Saturday, December 31, 2016

Oregon occupation a year later

By Maxine Bernstein | The Oregonian/OregonLive 

A knock on the front door awakened Susie Hammond at the break of dawn. She struggled out of bed, hobbled by an aching right hip, and limped to the front of her small house in downtown BuQrns. Whoever it was, she thought, must be someone she knew because of the early hour. As she neared the door, all she could see was a large shadowy figure blocking the light that usually streamed through its glass panes. She unlocked the bolt and opened the door to find two men standing on the stoop. "Susan?'' one of them said. "My name is Ammon Bundy.'' So began Hammond's passage from 75-year-old matriarch of an eastern Oregon ranching clan to reluctant symbol of the rural West's revolt against federal ownership of vast resource-rich rangeland. The Hammond name became a mantra for Bundy as he moved into Oregon and seized the Malheur National Wildlife Refuge last winter in a 41-day takeover that captivated the nation with its cowboy ringleaders, armed followers and impassioned protest message. Bundy often invoked the story of Hammond's husband, Dwight Jr., and their youngest son Steven, convicted of setting fires on public lands and ordered back to prison to serve out five-year sentences. He saw their prosecution as the perfect example of federal authority run amok. Susie Hammond wasn't equally enamored of Ammon Bundy. Her family didn't invite his attention and didn't want it, she said in her first extensive interview since Bundy launched the surprise occupation on Jan. 2 -- about two months after he first appeared at the Hammonds' front door. She worked to keep her distance, shunning Bundy's requests that her family publicly stand with him as throngs of militants descended on Harney County and set neighbor against neighbor in a fierce debate over control of public land -- all under the eye of FBI agents who set up a command center at the tiny Burns Municipal Airport. The Hammonds had their own troubles to handle without picking a fight with the very people who controlled their future, she said. Yet over the past year, Susie Hammond has changed. She's come to appreciate Bundy's stand and populist politicking, if not his push to draw her family into his cause. She recognizes that his family's fight over cattle grazing rights in Nevada has parallels to her own family's conflict. She's tracked Bundy's arrest, trial and acquittal from afar...more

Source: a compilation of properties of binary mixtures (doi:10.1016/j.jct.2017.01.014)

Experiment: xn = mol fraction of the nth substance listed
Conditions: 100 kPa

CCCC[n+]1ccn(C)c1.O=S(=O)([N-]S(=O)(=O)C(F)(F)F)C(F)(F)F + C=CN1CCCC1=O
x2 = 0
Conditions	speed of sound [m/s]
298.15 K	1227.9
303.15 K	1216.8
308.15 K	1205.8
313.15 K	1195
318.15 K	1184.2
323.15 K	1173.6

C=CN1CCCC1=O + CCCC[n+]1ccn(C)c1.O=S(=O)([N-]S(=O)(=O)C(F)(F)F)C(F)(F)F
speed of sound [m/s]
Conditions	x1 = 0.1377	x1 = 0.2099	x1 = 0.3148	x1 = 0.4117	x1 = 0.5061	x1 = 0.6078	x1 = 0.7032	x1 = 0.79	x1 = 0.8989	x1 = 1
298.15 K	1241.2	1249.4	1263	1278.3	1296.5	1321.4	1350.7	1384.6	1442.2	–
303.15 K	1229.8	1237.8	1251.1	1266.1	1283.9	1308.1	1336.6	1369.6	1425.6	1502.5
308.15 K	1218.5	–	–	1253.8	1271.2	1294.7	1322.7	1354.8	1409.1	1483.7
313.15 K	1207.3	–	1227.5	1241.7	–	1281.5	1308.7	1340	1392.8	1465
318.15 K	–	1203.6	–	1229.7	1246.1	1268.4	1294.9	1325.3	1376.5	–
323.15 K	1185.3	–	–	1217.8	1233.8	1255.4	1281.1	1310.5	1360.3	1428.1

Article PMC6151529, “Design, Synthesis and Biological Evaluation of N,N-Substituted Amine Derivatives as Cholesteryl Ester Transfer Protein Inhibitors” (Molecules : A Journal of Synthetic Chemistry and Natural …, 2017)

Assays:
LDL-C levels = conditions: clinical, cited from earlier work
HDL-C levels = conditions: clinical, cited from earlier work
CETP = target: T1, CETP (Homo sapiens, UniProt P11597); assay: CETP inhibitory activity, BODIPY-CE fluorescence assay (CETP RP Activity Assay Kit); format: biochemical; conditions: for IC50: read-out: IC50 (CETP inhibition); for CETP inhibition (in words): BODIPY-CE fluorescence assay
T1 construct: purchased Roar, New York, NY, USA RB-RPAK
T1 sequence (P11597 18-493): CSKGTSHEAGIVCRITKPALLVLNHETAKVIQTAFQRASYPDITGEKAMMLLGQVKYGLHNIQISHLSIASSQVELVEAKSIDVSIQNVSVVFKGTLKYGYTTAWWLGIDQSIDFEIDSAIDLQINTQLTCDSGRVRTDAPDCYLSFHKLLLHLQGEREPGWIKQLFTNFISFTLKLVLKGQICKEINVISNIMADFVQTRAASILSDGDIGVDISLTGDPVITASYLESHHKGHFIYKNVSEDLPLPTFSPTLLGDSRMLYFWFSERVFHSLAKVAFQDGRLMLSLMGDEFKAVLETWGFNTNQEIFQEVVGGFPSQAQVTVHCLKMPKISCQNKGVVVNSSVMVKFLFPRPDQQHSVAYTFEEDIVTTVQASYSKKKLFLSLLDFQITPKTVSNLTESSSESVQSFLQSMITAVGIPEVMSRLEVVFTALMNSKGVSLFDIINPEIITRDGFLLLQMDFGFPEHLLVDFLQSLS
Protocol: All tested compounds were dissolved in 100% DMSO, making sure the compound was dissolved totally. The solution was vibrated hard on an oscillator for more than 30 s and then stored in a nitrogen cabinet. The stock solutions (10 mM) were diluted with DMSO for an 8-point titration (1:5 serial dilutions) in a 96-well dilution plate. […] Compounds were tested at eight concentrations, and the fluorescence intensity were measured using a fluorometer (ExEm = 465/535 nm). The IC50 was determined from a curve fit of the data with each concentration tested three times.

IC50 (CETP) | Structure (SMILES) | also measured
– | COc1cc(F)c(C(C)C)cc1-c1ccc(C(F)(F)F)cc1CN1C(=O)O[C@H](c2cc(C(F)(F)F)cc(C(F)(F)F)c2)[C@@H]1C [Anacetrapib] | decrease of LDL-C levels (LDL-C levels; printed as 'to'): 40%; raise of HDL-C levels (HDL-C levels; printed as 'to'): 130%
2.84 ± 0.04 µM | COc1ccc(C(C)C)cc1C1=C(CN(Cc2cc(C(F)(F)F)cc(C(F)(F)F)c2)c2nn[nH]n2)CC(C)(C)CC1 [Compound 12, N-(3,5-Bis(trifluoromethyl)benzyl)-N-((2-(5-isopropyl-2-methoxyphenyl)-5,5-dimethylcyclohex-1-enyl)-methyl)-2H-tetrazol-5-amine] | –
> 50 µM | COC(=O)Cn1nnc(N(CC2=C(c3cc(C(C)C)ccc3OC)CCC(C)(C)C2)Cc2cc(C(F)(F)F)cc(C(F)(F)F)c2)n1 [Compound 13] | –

A lengthy but interesting article which can be read in its entirety here.

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